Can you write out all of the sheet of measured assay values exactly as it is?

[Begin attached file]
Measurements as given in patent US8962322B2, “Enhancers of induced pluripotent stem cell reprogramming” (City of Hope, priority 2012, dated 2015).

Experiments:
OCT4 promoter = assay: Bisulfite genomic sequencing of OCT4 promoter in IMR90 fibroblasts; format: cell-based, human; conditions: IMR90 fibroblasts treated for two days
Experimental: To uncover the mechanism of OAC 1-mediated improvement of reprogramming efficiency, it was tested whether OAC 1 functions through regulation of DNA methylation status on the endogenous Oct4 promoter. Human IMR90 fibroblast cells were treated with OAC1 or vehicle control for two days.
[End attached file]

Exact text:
Measurements as given in patent US8962322B2, “Enhancers of induced pluripotent stem cell reprogramming” (City of Hope, priority 2012, dated 2015).

Experiments:
OCT4 promoter = assay: Bisulfite genomic sequencing of OCT4 promoter in IMR90 fibroblasts; format: cell-based, human; conditions: IMR90 fibroblasts treated for two days
Experimental: To uncover the mechanism of OAC 1-mediated improvement of reprogramming efficiency, it was tested whether OAC 1 functions through regulation of DNA methylation status on the endogenous Oct4 promoter. Human IMR90 fibroblast cells were treated with OAC1 or vehicle control for two days.